It's at that point that the real story begins. Sam comes to, apparently to the sound of "Life on Mars" but we know before he does that something is radically different. Sam is now wearing a leather jacket and a different shirt and pair of pants than he was before. He very quickly is made aware of his surroundings by a beat cop who tells him that he can't park here. What's he's parked is an orange muscle car (to my untutored eyes a Plymouth Roadrunner). "Life on Mars" is playing off an eight track tape. The apartment building where the suspect lived hasn't been built yet. But most of all, standing tall proud and seemingly indestructible are the twin towers of the World Trade Center.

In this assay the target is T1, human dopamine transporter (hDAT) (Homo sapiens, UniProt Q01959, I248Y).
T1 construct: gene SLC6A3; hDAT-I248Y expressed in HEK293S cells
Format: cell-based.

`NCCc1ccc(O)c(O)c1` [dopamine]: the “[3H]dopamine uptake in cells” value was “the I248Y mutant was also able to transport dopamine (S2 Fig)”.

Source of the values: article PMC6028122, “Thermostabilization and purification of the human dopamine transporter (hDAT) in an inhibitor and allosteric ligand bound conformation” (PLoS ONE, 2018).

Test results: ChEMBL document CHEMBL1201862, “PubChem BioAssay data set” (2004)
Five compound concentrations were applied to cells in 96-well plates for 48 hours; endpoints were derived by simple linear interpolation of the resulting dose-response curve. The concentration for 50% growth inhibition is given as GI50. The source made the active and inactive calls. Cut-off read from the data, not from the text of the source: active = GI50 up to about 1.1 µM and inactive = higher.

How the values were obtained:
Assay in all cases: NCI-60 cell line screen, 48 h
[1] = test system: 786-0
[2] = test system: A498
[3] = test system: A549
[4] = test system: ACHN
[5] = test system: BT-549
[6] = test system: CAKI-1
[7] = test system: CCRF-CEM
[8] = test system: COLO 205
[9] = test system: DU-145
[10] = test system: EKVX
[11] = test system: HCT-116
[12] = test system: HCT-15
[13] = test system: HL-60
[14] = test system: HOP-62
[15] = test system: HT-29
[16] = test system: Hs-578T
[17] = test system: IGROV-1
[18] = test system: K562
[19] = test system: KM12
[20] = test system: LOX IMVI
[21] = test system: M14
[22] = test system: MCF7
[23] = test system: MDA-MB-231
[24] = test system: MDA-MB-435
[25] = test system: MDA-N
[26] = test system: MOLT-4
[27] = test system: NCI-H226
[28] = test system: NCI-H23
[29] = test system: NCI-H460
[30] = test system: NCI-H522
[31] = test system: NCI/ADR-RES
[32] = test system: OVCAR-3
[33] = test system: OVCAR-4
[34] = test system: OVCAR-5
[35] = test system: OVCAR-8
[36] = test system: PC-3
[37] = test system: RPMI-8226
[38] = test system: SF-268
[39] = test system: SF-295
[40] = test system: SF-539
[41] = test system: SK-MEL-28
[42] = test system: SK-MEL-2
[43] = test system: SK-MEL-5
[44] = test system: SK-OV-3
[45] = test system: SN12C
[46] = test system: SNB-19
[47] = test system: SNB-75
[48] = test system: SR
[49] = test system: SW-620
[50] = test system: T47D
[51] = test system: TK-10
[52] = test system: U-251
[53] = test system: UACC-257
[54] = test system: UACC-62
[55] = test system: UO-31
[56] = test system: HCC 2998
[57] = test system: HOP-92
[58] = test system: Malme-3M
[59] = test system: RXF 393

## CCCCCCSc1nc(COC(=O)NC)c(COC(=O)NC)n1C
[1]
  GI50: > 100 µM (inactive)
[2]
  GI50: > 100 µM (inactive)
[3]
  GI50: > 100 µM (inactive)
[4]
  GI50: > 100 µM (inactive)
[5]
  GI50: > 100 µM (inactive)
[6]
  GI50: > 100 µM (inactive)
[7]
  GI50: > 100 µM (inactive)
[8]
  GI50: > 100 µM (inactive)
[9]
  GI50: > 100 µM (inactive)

Not knowing what else to do, Sam makes his way to the precinct where he worked in 2008. The outside's the same, but the inside confuses Sam a lot. Still the people there seem to be expecting Sam, their new transfer. Still things are very disorienting for Sam, particularly the lack of a desk and computer for him (the other cops get a great kick out of him expecting a computer – like HAL in 2001: A Space Odyssey?) but his actions rouse the precinct's Lieutenant, Gene Hunt. Hunt is not happy at being roused out of his sleep by the new guy and proceeds to give him a bit of a beating before turning him over to the lone woman in the squad, Policewoman Annie Norris, known as "No Nuts" to the men in the squad. Annie listens to his story about being from 2008 with more than a little incredulity, although without the ridicule that the others heap on him. There isn't much time for Sam to settle in. He's almost immediately thrust into a murder case that has similarities to the case he was working on in 2008. Still the slowness of the 1973 system works against him. Fingerprints take two weeks to process, and the cops in the precinct think that it's amazing what they can do these days. When Sam tries to get Annie to help in psychologically profiling the killer – she has a degree in psychology – the other cops regard it as gobbled-gook while Annie is mad at him for drawing attention to her because it subjects her to ridicule. When Sam hears The Who's "Baba O'Riley" from a record store (he gets to explain to Annie about CDs and MP3 players and how the sound is ... not as good as this, this being vinyl) he finds a key piece of evidence, artificial fibre used as sound-proofing for a listening booth in the record store. Another bit of evidence comes into focus when an investigation that Sam instigated when he mentions Collin Raimes's name leads to a complaint filed by a woman named Raimes against one of her neighbours. They bring the woman into the precinct but initially she seems more interested in the coffee and cookies than in helping the cops. Finally Gene persuades her to help by bringing in some pricey Italian pastries. It seems that Mrs. Raimes – who has twin grandsons – has a neighbour who played his stereo too loud. The cops hadn't done much about the complaint but what they had done seems to have helped because she doesn't hear his music anymore. With that bit of information Sam and Gene head for the apartment building. Gene kicks the door open – without a warrant, another change from 2008 – and they find the soundproof room where the man, Willie Kramer, is holding his most recent victim still alive. Chasing Willie to a cluttered storeroom Sam is ambushed by him and loses his gun. Willie holds the gun on Sam and says something about it being the "only way to get back." Sam is certain that Willie means that the only way for Sam to get out of whatever state he's in and back to his 21st century life (and Maya) is for Willie to shoot him. Sam comes closer and closer to Willie until the muzzle of the gun is firmly in his chest, but Willie doesn't pull the trigger. Just then Gene and Ray Carling break into the store room and arrest Willie – and then after the cuffs are on him punch him at least once. They don't need to, they just want to.